Saturday, January 30, 2010

Donkey Geometry

A formal system consists of axioms (propositions whose truth is taken for granted) and theorems (statements derived from axioms using valid inference rules). Because every statement that is not an axiom must be proved on the basis of axioms or previously-proved theorems, it is sometimes necessary to provide formal proofs for propositions that may appear self-evident. Not surprisingly, some people find such proofs pedantic and unnecessary. I will illustrate the point with an anecdote I recently read.

The Epicureans, who esteemed feeling over reasoning, had no patience for the arguments of Euclid, and deemed his science ridiculous. To prove their case, they pointed to Book I, Proposition 20 of the Elements, where Euclid labours to show that in any triangle, the sum of any two sides is greater than the third side. This proposition, said the Epicureans, is evident even to an ass.

For a hungry ass standing at A will go directly to a bale of hay at B, without passing through any point C outside the straight line AB; it is evident to the beast that AB must be shorter than AC+CB.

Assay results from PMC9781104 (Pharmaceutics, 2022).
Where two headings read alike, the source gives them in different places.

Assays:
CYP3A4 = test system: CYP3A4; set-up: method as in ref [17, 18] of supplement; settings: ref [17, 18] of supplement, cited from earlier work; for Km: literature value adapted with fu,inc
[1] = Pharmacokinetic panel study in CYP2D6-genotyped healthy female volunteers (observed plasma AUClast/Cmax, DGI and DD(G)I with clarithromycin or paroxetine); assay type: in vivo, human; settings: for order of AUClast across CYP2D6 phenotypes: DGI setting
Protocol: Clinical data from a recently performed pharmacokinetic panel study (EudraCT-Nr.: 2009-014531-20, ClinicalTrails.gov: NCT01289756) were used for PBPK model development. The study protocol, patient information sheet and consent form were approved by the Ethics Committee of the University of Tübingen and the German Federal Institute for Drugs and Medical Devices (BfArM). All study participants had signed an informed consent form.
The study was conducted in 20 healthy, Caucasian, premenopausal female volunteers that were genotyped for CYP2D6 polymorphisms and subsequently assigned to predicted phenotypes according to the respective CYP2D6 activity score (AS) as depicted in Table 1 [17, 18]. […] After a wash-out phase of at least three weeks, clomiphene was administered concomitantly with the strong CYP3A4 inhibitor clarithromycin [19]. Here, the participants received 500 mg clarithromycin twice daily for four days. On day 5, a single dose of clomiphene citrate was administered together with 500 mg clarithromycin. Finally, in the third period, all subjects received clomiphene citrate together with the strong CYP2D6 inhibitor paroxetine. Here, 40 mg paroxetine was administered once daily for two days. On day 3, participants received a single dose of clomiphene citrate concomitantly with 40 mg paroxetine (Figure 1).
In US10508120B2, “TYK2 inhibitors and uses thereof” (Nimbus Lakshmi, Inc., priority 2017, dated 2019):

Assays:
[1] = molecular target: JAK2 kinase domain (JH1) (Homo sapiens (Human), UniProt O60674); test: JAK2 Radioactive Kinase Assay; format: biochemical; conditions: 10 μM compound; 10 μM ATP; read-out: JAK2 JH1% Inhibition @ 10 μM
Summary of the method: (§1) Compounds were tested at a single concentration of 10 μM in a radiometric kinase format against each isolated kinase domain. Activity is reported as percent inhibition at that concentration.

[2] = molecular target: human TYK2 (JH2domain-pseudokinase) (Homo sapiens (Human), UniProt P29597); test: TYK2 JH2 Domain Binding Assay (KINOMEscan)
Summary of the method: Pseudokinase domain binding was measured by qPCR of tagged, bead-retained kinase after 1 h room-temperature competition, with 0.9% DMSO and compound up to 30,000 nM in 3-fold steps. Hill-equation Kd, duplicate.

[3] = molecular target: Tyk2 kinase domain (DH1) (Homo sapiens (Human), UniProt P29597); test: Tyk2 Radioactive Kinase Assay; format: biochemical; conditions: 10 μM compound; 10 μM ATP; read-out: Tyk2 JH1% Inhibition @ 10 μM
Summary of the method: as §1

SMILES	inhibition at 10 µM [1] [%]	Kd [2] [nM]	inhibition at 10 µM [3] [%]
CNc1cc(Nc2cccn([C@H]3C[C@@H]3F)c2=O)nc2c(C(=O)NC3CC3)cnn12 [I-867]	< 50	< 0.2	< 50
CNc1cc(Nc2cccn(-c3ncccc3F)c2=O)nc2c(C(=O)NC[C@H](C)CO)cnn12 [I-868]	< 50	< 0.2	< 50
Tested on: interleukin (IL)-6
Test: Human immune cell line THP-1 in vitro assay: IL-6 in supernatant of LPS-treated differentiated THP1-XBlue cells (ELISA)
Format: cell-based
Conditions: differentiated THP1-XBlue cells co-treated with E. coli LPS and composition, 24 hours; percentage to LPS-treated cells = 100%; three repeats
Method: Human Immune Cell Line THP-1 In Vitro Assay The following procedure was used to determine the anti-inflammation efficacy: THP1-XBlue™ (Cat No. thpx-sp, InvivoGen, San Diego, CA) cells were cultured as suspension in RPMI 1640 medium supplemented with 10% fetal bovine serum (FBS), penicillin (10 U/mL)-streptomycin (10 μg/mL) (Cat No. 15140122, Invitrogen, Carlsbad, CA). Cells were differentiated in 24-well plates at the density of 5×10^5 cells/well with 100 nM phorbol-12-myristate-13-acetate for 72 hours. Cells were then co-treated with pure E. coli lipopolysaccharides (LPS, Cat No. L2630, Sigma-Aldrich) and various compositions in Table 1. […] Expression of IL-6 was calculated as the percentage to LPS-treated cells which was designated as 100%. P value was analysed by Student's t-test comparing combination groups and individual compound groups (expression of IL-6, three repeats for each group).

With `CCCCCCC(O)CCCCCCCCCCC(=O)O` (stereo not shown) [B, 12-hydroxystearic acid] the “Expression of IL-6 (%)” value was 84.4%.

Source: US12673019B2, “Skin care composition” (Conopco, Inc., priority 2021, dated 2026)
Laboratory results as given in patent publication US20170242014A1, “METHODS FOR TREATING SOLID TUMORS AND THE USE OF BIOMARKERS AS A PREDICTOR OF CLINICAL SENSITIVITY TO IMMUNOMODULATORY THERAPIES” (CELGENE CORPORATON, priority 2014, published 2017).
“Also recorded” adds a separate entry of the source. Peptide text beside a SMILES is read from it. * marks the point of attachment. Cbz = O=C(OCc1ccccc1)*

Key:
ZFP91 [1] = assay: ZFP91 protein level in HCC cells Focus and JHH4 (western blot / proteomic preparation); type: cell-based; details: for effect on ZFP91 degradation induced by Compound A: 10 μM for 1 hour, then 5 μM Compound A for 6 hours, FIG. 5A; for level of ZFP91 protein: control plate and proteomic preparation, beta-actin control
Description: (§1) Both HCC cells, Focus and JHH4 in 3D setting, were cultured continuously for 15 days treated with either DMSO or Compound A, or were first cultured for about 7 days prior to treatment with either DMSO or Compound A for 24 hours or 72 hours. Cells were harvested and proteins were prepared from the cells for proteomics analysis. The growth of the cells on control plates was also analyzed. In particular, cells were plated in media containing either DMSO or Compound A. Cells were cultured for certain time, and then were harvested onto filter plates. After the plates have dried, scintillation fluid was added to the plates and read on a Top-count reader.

It is an amusing little anecdote in its own right, but I was all the more amused because it reminded me of a certain journal entry, and more particularly, its comment thread.

5 comments:

Anushka said...

Do you know, I used to confuse Epicure with Epicurean.

Abhiroop said...

I think the proof would be equally accurate if you replaced the Donkey with the Quaker, and the hay bale with a really really tiny pair of hot pants.

Rahul Saha said...

What if the Donkey was a fitness freak or wanted a longer walk to boost his appetite? IT must therefore be clarified that we are talking about a lazy, very hungry donkey otherwise the proof is not proper.

Shrabasti Banerjee said...

:D

Sroyon said...

@Anushka: And understandably so.

@Abhiroop: Also, the Quaker would walk much, much faster than any donkey, thereby ensuring that the experiment would take less time.

@Saha: That is not the only thing wrong with the proof.

@Shrabasti: ...